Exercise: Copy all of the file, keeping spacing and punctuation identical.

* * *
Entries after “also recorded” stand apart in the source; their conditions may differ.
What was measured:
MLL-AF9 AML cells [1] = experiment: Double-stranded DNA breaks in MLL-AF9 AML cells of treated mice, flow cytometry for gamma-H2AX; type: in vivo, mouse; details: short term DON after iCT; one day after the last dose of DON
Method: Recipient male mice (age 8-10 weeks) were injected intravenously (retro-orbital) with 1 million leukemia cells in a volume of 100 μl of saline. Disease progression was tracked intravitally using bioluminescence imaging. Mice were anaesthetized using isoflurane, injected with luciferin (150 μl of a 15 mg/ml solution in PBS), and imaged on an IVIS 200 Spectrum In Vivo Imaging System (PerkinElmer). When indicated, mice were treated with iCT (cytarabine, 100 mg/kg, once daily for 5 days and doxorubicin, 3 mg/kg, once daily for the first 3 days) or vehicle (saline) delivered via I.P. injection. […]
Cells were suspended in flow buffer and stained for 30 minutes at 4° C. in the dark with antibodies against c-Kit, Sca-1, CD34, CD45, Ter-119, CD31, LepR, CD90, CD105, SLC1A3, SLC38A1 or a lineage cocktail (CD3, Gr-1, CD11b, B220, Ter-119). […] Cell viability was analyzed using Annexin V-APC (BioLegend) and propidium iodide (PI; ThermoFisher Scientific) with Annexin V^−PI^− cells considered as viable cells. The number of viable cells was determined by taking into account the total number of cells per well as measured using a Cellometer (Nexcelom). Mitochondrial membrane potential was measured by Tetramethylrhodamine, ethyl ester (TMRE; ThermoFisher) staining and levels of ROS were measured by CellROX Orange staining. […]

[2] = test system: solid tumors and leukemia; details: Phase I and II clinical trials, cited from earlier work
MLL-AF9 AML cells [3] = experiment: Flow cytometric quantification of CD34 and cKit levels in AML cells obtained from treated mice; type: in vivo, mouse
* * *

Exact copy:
Entries after “also recorded” stand apart in the source; their conditions may differ.
What was measured:
MLL-AF9 AML cells [1] = experiment: Double-stranded DNA breaks in MLL-AF9 AML cells of treated mice, flow cytometry for gamma-H2AX; type: in vivo, mouse; details: short term DON after iCT; one day after the last dose of DON
Method: Recipient male mice (age 8-10 weeks) were injected intravenously (retro-orbital) with 1 million leukemia cells in a volume of 100 μl of saline. Disease progression was tracked intravitally using bioluminescence imaging. Mice were anaesthetized using isoflurane, injected with luciferin (150 μl of a 15 mg/ml solution in PBS), and imaged on an IVIS 200 Spectrum In Vivo Imaging System (PerkinElmer). When indicated, mice were treated with iCT (cytarabine, 100 mg/kg, once daily for 5 days and doxorubicin, 3 mg/kg, once daily for the first 3 days) or vehicle (saline) delivered via I.P. injection. […]
Cells were suspended in flow buffer and stained for 30 minutes at 4° C. in the dark with antibodies against c-Kit, Sca-1, CD34, CD45, Ter-119, CD31, LepR, CD90, CD105, SLC1A3, SLC38A1 or a lineage cocktail (CD3, Gr-1, CD11b, B220, Ter-119). […] Cell viability was analyzed using Annexin V-APC (BioLegend) and propidium iodide (PI; ThermoFisher Scientific) with Annexin V^−PI^− cells considered as viable cells. The number of viable cells was determined by taking into account the total number of cells per well as measured using a Cellometer (Nexcelom). Mitochondrial membrane potential was measured by Tetramethylrhodamine, ethyl ester (TMRE; ThermoFisher) staining and levels of ROS were measured by CellROX Orange staining. […]

[2] = test system: solid tumors and leukemia; details: Phase I and II clinical trials, cited from earlier work
MLL-AF9 AML cells [3] = experiment: Flow cytometric quantification of CD34 and cKit levels in AML cells obtained from treated mice; type: in vivo, mouse